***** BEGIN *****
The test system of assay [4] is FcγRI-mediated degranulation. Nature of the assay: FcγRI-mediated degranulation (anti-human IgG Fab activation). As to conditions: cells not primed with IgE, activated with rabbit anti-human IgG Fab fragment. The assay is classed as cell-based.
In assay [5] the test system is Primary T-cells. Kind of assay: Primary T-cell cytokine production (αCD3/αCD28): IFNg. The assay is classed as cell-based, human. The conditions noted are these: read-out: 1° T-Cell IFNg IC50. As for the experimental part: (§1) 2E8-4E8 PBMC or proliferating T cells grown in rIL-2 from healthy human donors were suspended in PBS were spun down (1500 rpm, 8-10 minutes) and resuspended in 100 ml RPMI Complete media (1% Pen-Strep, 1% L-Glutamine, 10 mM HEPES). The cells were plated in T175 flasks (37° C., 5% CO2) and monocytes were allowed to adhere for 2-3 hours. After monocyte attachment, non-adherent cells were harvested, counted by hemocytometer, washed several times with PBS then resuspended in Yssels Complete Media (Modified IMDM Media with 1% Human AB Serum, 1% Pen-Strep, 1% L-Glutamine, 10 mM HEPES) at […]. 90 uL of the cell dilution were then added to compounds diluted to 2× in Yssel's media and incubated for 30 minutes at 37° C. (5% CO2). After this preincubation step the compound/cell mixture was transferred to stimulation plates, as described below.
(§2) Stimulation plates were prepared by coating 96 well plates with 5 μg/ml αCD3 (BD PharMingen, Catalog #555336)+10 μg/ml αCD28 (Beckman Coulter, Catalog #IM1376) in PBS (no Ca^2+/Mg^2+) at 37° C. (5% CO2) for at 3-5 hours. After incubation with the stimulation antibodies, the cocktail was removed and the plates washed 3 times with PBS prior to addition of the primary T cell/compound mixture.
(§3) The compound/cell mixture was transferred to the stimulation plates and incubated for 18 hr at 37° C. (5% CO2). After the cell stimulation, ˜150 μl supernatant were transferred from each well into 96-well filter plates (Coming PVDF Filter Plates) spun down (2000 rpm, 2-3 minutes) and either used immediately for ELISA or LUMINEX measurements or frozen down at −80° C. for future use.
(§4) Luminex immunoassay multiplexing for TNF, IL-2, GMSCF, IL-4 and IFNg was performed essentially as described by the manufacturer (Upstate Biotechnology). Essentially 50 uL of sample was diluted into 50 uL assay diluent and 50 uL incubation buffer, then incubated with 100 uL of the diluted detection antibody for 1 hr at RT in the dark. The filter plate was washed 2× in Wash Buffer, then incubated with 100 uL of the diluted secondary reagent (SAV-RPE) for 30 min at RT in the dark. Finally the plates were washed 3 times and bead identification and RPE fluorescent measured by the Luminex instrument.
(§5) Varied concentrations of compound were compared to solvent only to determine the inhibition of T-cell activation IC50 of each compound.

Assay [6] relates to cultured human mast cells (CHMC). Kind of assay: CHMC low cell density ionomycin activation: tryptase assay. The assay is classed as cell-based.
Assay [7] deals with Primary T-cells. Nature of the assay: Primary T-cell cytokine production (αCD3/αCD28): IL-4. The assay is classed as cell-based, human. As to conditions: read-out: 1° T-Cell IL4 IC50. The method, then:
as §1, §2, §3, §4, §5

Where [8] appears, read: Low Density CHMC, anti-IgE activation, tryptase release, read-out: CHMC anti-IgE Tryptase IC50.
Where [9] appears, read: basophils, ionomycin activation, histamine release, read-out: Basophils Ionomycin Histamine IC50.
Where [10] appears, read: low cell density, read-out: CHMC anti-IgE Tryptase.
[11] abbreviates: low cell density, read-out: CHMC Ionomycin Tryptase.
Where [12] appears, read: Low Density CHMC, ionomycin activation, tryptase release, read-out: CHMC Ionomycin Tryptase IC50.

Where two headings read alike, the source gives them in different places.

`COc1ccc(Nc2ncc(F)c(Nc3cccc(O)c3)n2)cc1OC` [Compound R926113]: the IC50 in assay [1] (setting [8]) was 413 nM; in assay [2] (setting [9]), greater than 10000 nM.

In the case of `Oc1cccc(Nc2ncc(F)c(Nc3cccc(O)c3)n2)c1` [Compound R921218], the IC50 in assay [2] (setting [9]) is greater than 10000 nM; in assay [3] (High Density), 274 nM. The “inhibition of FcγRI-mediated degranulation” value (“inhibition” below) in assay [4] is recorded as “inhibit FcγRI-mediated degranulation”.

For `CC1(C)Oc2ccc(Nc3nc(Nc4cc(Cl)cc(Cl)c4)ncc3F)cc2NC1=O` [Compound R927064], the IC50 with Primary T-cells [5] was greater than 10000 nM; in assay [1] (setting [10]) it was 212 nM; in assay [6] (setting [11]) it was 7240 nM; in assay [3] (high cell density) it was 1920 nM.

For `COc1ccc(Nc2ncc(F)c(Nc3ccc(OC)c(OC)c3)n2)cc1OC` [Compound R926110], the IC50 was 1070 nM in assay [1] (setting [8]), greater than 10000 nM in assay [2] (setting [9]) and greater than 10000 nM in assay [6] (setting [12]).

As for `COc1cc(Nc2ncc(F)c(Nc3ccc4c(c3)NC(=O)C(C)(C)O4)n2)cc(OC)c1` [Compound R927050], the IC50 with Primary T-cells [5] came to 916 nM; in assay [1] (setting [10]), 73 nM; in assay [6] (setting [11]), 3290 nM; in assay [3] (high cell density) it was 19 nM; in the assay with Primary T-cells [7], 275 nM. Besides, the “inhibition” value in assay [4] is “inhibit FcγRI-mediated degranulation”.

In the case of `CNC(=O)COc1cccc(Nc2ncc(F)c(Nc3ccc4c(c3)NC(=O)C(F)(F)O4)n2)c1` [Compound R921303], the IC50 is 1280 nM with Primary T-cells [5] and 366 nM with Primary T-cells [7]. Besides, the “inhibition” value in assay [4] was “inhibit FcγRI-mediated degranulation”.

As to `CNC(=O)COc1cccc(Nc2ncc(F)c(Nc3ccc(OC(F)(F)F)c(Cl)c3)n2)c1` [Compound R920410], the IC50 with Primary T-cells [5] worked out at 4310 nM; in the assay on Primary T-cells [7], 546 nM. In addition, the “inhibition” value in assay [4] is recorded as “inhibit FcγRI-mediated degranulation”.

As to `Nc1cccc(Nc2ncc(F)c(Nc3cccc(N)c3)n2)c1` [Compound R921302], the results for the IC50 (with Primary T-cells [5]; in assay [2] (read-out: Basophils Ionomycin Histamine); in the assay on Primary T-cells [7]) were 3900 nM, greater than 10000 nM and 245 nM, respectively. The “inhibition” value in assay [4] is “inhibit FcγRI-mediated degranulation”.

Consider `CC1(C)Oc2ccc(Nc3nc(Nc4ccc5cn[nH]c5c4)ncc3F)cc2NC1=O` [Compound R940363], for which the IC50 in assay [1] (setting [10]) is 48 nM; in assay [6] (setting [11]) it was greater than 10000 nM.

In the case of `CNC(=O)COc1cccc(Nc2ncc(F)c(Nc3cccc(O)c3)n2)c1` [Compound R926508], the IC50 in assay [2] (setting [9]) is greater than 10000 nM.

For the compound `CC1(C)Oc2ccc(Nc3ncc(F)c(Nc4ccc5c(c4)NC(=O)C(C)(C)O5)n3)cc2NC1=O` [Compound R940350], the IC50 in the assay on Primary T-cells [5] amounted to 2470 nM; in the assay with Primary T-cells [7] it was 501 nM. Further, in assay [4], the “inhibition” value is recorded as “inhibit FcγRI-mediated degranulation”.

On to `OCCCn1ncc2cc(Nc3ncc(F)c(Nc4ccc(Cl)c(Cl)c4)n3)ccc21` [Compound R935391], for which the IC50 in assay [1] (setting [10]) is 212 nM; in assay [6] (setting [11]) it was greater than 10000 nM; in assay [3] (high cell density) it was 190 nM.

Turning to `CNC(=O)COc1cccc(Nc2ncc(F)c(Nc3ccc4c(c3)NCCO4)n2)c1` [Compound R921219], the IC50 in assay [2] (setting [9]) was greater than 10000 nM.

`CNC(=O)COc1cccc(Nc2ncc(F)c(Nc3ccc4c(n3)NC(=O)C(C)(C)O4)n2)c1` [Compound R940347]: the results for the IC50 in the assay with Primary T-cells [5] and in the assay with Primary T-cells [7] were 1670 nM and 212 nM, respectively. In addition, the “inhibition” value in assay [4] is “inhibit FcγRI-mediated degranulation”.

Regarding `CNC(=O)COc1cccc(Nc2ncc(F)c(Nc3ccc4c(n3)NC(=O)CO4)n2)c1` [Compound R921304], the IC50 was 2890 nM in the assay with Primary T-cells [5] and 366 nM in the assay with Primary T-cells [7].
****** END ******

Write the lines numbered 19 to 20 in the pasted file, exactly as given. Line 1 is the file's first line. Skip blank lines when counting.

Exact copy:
For `COc1ccc(Nc2ncc(F)c(Nc3ccc(OC)c(OC)c3)n2)cc1OC` [Compound R926110], the IC50 was 1070 nM in assay [1] (setting [8]), greater than 10000 nM in assay [2] (setting [9]) and greater than 10000 nM in assay [6] (setting [12]).

As for `COc1cc(Nc2ncc(F)c(Nc3ccc4c(c3)NC(=O)C(C)(C)O4)n2)cc(OC)c1` [Compound R927050], the IC50 with Primary T-cells [5] came to 916 nM; in assay [1] (setting [10]), 73 nM; in assay [6] (setting [11]), 3290 nM; in assay [3] (high cell density) it was 19 nM; in the assay with Primary T-cells [7], 275 nM. Besides, the “inhibition” value in assay [4] is “inhibit FcγRI-mediated degranulation”.